On January 4, 1915, Moses Alexander, the first practicing Jew to be elected governor in the United States, was sworn into that position in Boise, Idaho. This was the first of two two-year terms served by Alexander, a Boise businessman and former mayor of that city. He was to introduce Prohibition to his region well ahead of the rest of America – but also to fight for the little man, and for women’s rights.
There were Jews who served as governor before Alexander: David Emanuel was Georgia’s chief executive for part of 1801, but he was appointed, not elected, after the incumbent resigned to become a U.S. senator. On the other hand, Washington Bartlett, governor of California for eight months in 1887, before dying in office, was elected – but despite being born to a Jewish mother, he did not identify as a Jew.
Moses Alexander was born in Obrigheim, Bavaria (today in Germany’s Rhineland-Palatinate state), on November 13, 1853, the youngest of eight children. The family was very poor, and shortly after his bar mitzvah, Moses sailed for New York, where two of his sisters had already emigrated.
Shortly after his arrival, a distant cousin visiting New York invited Alexander to come to Missouri, where he owned a clothing store. Alexander accepted and was soon earning $10 a month working as a janitor at Jacob Berg & Co., in Chillicothe, Missouri.
He quickly moved up the ladder and when Berg died, in 1874, Alexander became a partner in the store, which was renamed Wallbrunn & Alexander.
That same year, he married Hedwig Kaestner, a native of Crimmitzsehau, Saxony, who had immigrated to Missouri in 1868. Their wedding took place only after Hedwig converted to Judaism, and also changed her name to the slightly more American-sounding Helena. They had three children.
In 1886, Alexander was elected to city council, and the following year to the first of two terms as Chillicothe’s mayor.
No red lights, no music
In 1891, after finishing his second mayoral term, Alexander left Missouri, heading for the gold fields of Alaska. He didn’t get beyond Boise, however – a rapidly growing city and the capital of Idaho, which had gained statehood a year earlier. (Boise’s population doubled between 1890 and 1900, and again, to 320,000, in the decade following that.)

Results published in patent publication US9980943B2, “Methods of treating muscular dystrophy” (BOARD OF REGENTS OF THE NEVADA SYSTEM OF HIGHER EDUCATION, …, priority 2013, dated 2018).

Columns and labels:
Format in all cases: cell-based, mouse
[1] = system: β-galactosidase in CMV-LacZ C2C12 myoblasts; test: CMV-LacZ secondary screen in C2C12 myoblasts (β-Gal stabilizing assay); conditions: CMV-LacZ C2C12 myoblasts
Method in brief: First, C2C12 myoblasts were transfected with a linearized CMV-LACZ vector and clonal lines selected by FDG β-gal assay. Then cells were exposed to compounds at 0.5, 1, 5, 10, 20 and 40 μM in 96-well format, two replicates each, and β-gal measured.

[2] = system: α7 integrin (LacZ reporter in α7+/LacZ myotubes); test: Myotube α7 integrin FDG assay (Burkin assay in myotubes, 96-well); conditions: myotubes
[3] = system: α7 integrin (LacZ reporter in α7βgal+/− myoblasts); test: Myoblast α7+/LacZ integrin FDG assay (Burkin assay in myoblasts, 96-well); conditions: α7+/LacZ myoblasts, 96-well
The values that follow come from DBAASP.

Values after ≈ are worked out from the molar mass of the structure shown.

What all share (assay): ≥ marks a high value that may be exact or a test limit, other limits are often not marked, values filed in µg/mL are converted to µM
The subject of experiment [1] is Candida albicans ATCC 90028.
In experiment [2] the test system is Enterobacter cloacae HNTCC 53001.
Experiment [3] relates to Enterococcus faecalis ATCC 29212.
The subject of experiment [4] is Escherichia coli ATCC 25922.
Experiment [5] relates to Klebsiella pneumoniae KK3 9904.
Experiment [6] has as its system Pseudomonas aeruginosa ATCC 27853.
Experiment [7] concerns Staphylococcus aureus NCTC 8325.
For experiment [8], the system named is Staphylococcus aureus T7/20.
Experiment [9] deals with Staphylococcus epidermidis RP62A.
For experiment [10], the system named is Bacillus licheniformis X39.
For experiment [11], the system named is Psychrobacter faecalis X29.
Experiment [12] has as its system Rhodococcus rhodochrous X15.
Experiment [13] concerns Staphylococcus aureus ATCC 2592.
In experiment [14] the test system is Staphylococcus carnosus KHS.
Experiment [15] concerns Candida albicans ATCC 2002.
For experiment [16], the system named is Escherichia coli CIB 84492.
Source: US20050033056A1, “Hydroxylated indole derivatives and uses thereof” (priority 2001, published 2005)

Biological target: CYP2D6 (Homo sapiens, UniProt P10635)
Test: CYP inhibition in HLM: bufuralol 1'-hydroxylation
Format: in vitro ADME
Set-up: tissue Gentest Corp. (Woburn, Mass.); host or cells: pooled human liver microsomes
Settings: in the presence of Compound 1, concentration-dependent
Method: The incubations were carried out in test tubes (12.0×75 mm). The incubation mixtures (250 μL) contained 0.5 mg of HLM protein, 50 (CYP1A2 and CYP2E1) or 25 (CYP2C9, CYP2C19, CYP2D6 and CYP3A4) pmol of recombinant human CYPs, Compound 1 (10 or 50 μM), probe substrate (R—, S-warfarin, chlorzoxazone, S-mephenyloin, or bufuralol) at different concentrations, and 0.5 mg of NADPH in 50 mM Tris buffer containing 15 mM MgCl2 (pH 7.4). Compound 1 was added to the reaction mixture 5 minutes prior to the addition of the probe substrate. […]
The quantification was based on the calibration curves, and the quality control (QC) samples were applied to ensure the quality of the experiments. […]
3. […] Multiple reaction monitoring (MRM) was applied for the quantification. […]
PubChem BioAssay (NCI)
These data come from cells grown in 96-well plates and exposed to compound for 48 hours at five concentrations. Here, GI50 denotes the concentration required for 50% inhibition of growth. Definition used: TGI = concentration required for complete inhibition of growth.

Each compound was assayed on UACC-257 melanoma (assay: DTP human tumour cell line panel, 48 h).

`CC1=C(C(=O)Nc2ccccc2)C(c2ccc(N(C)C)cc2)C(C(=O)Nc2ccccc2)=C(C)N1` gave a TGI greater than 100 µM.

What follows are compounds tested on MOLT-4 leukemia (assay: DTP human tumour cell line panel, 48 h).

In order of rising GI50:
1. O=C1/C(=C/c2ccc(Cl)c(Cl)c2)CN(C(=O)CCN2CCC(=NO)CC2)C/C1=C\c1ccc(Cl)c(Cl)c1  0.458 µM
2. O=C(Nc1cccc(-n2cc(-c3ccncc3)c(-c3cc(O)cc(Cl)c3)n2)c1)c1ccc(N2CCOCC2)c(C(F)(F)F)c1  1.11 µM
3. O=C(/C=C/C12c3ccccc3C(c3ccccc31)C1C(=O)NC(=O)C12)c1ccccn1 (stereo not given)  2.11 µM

That same July, Alexander opened his first men’s-clothing store in Boise, at the corner of Ninth and Main Streets, and in the years that followed, opened branches in three other towns. In 1895, he was instrumental in the establishment of Idaho’s first synagogue, the Reform Congregation Beth Israel, whose new large structure opened a year later. The shul, today called Ahavath Beth Israel, is still in use – although it was moved to a new location – making it the oldest continually functioning synagogue west of the Mississippi River.
Alexander was twice elected mayor of Boise – first in 1897 and again, after a two-year break, in 1901. He had a reputation as a political and social reformer, who wanted to clean up a hard-drinking, hard-playing frontier town. He found it wasn’t possible to close the brothels in Boise, but did insist on a policy of “no red lights, no music, no dancing.”
After Alexander became governor, on his second try, in 1914, he introduced prohibition to Idaho, six years before the United States went dry.
During his first term, he was the lone Democrat in state office and was able to accomplish very little. But his second term, 1917-18, was productive and eventful. Alexander was a supporter of labor who brought workmen’s compensation insurance to Idaho, and did his best to mediate between lumber-mill owners and the unions; he oversaw construction of a state highway system, supported women’s suffrage, dealt with a serious water-distribution problem, and prepared the state’s militia for entry into World War I.
Alexander did not make a bid for a third term in 1918, but, after a two-year break, did run again in 1920 – and came in third. In his remaining years, he continued to be active in business and in Democratic state politics.
Moses Alexander died on January 4, 1932, at age 78, so that today is also the anniversary of his death.